I’m cleaning out some old webpage on this site, and instead of deleting them or making them individual pages, I thought I’d post them here for posterity. And here’s one now!
Dramatic Theory and Video Games
Dramatic theory is hard to research. There seems to be very little material readily available. As a result, distilling dramatic theory down to a single
Good drama results from a certain pattern in the number of unanswered questions in existence in a work over time. In a very short work, that pattern is a simple peak: the number of unanswered questions rises over time until the climax near the end, and then drops back down to zero. Normally, however, that same pattern is maintained in general, but is supplemented by one level of recursion: small patterns of peaks within the larger pattern.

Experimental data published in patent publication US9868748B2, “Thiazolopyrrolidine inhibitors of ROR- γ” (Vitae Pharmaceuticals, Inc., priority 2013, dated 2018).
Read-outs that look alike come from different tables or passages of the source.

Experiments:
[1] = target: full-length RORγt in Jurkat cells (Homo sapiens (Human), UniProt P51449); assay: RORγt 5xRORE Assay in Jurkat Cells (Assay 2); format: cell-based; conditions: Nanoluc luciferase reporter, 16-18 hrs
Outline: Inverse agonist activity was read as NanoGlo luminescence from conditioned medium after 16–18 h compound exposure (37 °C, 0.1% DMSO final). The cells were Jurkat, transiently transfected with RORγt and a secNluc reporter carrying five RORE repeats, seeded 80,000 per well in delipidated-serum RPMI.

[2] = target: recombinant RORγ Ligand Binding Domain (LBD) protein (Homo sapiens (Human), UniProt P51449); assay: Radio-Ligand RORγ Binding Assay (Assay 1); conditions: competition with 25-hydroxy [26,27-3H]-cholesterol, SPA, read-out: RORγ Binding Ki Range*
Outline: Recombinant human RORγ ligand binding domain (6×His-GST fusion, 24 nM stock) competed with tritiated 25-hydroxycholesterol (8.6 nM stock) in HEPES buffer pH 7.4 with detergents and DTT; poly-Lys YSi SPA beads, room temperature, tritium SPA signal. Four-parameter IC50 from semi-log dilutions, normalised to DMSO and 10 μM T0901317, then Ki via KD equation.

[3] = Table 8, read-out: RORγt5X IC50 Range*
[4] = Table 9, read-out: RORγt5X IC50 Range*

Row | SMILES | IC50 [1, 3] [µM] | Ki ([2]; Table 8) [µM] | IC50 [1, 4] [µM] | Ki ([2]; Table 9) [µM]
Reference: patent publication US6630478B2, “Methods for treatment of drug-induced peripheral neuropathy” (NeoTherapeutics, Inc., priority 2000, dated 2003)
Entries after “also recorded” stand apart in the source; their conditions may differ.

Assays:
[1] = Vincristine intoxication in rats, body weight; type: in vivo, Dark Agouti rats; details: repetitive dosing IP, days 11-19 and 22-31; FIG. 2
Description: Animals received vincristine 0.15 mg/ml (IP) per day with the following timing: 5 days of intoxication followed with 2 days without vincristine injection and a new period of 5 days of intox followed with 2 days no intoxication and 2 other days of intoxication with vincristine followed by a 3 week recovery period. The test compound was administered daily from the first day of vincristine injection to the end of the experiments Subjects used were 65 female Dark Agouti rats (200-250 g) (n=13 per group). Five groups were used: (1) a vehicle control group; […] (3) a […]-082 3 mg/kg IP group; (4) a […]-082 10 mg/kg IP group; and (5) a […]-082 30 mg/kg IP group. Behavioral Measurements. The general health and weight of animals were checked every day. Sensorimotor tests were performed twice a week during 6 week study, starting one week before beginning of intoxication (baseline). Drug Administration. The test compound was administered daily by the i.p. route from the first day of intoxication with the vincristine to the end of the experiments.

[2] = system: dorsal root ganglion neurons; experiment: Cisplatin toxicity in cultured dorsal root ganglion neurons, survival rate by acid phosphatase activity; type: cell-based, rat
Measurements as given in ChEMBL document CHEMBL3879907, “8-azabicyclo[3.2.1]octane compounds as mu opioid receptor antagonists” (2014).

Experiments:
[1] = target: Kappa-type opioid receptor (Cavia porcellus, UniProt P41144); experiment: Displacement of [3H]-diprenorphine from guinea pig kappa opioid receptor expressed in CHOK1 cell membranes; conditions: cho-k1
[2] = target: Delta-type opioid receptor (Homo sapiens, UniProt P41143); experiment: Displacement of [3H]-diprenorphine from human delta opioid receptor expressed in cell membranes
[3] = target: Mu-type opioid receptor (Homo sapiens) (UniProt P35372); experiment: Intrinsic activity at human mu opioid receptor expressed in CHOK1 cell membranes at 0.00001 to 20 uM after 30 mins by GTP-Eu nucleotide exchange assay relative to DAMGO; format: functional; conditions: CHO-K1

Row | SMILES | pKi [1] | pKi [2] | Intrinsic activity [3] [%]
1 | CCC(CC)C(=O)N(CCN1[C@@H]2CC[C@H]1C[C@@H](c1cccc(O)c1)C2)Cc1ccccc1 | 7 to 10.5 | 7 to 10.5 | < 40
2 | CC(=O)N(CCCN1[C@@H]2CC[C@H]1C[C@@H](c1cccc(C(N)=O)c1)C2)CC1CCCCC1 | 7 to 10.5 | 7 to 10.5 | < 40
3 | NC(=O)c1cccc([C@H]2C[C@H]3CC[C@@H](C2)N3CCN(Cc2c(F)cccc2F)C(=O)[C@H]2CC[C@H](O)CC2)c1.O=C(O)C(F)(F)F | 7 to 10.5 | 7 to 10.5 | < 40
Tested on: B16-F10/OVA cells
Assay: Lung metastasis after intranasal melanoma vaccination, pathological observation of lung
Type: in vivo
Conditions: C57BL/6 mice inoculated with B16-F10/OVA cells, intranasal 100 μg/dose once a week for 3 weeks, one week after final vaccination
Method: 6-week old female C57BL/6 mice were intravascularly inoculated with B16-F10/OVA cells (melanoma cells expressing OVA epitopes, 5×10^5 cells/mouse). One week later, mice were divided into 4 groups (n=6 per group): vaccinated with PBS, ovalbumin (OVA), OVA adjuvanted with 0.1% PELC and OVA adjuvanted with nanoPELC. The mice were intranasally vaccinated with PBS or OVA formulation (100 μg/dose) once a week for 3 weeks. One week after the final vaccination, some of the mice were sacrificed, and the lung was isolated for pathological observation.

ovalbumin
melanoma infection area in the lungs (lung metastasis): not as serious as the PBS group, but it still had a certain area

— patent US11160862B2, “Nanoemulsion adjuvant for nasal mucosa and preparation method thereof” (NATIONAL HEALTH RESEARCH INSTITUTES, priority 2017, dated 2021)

The funny part of that theorem — which is hardly “
Fair enough. Now, let’s apply this theorem to video games, particularly
What makes for a satisfying video game? Ignoring the overall trend towards a larger climax, satisfaction comes from a pattern of peaks and valleys in the player’s experience. The player should be “scared” for awhile, then
In a simple
Note, importantly, that this does not imply X minutes fighting monsters, followed by exactly X minutes not fighting monsters, etc. There will be a significant period in which the player will finish up fighting the current set of monsters, and clear out any other monsters nearby. Similarly, just because monsters are being generated nearby, does not necessarily mean that the player is immediately fighting them.
Obviously, this is a